Lewis v. State Ex Rel. Evans

Annotate this Case

387 So. 2d 795 (1980)

Elizabeth LEWIS, a/k/a Elizabeth C. Lewis, as Clerk of the Circuit Court of Choctaw County, etc. v. STATE of Alabama ex rel. James D. EVANS, as District Attorney of the First Judicial Circuit of Alabama, et al.

78-789.

Supreme Court of Alabama.

August 29, 1980.

*797 William L. Utsey, Butler, for appellant.

Charles A. Graddick, Atty. Gen., and Donald G. Valeska, Asst. Atty. Gen., and James Evans, Choctaw County Dist. Atty., for appellees.

BEATTY, Justice.

The appellant was convicted by a jury upon an Information for Impeachment, and based upon that verdict the trial court decreed that the appellant was impeached and removed from office. This appeal is from that judgment. We affirm.

The appellant became Circuit Clerk of Choctaw County on March 1, 1977. She also served as ex-officio clerk of the District, Juvenile and Small Claims Courts of Choctaw County. Prior to that time she had served as chief deputy clerk, beginning on September 27, 1973, and she assumed the duties as Clerk upon the resignation of her predecessor.

During the month of June, 1978 the appellant notified the Sheriff of Choctaw County of a shortage of funds in her office and that some investigation was needed. The appellant also informed the district attorney of the matter, describing the shortage as an amount in excess of Fourteen Thousand Dollars. That approximate amount coincided with that reported to the district attorney by a State auditor. It was during the investigations of this shortage that the facts came to light which ultimately resulted in the charges which led to the appellant's conviction.

Those charges were contained in an Amended Information of Impeachment and Prayer for Ouster, themselves based upon impeachment recommendations of the Choctaw County Grand Jury, Spring Term 1979. Charge One was Willful Neglect of Duty. Specifications 10 and 12 were considered by the jury:

10. For that during her present term of office, said Clerk, while serving in her official capacity as said Clerk, did commit an act or acts constituting or amounting to willful neglect of her official duty in that she did fail to meet and perform her duty to, periodically, but in no event less than once a month, not later than the tenth day of each month, remit all fines, forfeitures and costs of court, to the official or officials designated to receive such at the various governmental levels, to-wit, municipal, county and State as provided by law or rule, against the peace and dignity of the State of Alabama. 12. For that during her present term of office, said Clerk, while serving in her official capacity as said Clerk, did commit an act or acts constituting or amounting to willful neglect of her plain and manifest duty in that (1) she allowed large sums of cash money to accumulate in her office, and (2) she did not maintain at all times a depository in her office under lock and key for such large sums of accumulated funds, and (3) she instituted a practice whereby she was allowed to withdraw from such large sums of accumulated funds for her own private use, and as a result of such lax and unsound basic business practices public funds belonging to Choctaw County, Alabama, or to the State of Alabama, were misappropriated or misused, all of this being against the peace and dignity of the State of Alabama.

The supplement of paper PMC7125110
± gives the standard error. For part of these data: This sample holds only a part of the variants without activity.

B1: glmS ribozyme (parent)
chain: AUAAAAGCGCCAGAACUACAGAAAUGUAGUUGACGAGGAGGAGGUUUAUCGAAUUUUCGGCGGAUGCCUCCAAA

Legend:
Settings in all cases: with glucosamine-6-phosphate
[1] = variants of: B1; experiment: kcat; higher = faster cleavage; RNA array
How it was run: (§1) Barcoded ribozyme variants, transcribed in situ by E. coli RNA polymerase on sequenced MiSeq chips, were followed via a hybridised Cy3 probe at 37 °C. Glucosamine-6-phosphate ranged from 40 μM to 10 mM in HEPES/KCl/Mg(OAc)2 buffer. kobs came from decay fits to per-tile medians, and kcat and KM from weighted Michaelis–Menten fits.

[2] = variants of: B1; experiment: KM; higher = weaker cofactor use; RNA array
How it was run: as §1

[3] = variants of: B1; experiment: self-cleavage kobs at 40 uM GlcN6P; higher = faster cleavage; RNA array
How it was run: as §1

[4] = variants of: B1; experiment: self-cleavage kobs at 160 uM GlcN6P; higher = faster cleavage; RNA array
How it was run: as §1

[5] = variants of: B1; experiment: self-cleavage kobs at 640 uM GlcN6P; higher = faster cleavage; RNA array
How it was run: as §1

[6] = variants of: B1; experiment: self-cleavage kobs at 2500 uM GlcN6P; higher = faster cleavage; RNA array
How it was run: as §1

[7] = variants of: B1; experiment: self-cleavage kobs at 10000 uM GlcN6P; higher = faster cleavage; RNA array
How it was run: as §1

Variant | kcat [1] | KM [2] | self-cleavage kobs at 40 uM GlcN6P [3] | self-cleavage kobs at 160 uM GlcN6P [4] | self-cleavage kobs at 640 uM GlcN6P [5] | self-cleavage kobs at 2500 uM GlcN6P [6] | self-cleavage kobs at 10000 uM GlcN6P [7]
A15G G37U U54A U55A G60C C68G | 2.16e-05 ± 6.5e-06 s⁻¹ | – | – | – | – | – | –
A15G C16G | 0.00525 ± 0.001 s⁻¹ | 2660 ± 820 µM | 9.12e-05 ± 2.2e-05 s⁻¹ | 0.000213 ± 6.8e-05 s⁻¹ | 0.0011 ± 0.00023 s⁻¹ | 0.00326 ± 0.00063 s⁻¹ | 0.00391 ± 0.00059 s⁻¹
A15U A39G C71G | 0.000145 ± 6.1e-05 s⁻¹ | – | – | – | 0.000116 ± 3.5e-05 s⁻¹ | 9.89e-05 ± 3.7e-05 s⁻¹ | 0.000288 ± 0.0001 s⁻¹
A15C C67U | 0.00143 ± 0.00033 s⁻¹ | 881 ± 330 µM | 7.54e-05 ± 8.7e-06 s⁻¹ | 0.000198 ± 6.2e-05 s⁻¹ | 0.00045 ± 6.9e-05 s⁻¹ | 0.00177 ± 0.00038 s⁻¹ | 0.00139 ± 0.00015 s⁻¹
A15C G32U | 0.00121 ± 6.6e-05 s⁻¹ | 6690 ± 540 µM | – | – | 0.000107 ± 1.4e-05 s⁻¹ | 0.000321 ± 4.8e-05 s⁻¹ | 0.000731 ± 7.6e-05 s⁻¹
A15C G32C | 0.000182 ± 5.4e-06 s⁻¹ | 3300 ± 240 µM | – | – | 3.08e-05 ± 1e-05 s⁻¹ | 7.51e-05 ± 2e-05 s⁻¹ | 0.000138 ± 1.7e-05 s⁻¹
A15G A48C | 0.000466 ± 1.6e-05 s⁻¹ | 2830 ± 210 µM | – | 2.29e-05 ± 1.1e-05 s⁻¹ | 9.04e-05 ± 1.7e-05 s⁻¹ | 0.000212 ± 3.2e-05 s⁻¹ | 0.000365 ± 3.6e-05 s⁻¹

Charge Two was Corruption in Office. Specifications 1, 6, 7, 8, 9, 10 and 11 were considered by the jury in connection with Charge Two:

1. For that said Clerk did misuse and misappropriate public funds and monies which had come into her office through the official receipts of revenue, which is public revenue, from which payments to litigants, the County of Choctaw, the State of Alabama, the Judges' and District Attorney's Fund of Choctaw County, Alabama, and other official entities, persons and funds are to be made, by appropriating and converting to her own use large sums of said money and funds, extending over a period of months, from about, to-wit, March of 1977, through and including, to-wit, the latter months of 1977, better and more accurate times for which are unknown to the Grand Jury.

*798 6. For that said Clerk, being charged or in any manner intrusted with the collection, receipt, safekeeping, transfer or disbursement of money and funds belonging to or under the control of the State of Alabama or of any State officer, to-wit, the Circuit Clerk of Choctaw County, Alabama, being also the Ex-Officio Clerk of the District Court of Choctaw County, Alabama, being the Ex-Officio Clerk of the Juvenile Court of Choctaw County, Alabama, and being the Ex-Officio Clerk of the Small Claims Court of Choctaw County, Alabama, hereinafter referred to as said Clerk, or belonging to or under the control of any county, to-wit, Choctaw County, Alabama, or any officer thereof, to-wit, said Clerk, did convert to her own use or to the use of another, in a manner contrary to law, or did use by way of loans, without interest, or did deposit with any person or corporation contrary to law, or did exchange for other funds, to-wit, her own personal bank checks, in a manner other than as allowed by law, money, lawful currency of the United States of America, of the value of, to-wit, Seven Thousand One Hundred Seventy-Two and 25/100 ($7,172.25) Dollars, the exact denominations of which and a better description of which are unknown to the Relator, being portions of such money and funds, the collection, receipt, safekeeping, transfer, or disbursement of which the said Clerk had been charged or intrusted with, to about the amount of, to-wit, Seven Thousand One Hundred Seventy-Two and 25/100 ($7,172.25) Dollars, against the peace and dignity of the State of Alabama.